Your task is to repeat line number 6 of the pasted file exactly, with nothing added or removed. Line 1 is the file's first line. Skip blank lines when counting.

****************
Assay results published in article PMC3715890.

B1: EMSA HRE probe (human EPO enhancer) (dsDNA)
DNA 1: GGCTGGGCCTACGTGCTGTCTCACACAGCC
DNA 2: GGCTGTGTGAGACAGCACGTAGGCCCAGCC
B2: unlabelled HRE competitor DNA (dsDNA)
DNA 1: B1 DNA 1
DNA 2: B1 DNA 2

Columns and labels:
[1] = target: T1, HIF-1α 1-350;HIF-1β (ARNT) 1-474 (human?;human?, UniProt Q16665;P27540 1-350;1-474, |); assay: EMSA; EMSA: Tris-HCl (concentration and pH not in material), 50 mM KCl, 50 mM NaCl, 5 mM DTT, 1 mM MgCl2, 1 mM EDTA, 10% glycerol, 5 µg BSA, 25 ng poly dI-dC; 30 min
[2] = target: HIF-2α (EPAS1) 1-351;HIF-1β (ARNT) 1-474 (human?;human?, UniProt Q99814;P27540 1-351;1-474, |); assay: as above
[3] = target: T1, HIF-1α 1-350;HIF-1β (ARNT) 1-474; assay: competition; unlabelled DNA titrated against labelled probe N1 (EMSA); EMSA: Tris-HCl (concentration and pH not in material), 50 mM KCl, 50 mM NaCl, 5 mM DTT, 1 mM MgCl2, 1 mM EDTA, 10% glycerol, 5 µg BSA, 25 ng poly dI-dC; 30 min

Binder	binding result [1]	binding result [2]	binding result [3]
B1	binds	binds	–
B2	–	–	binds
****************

DNA 1: B1 DNA 1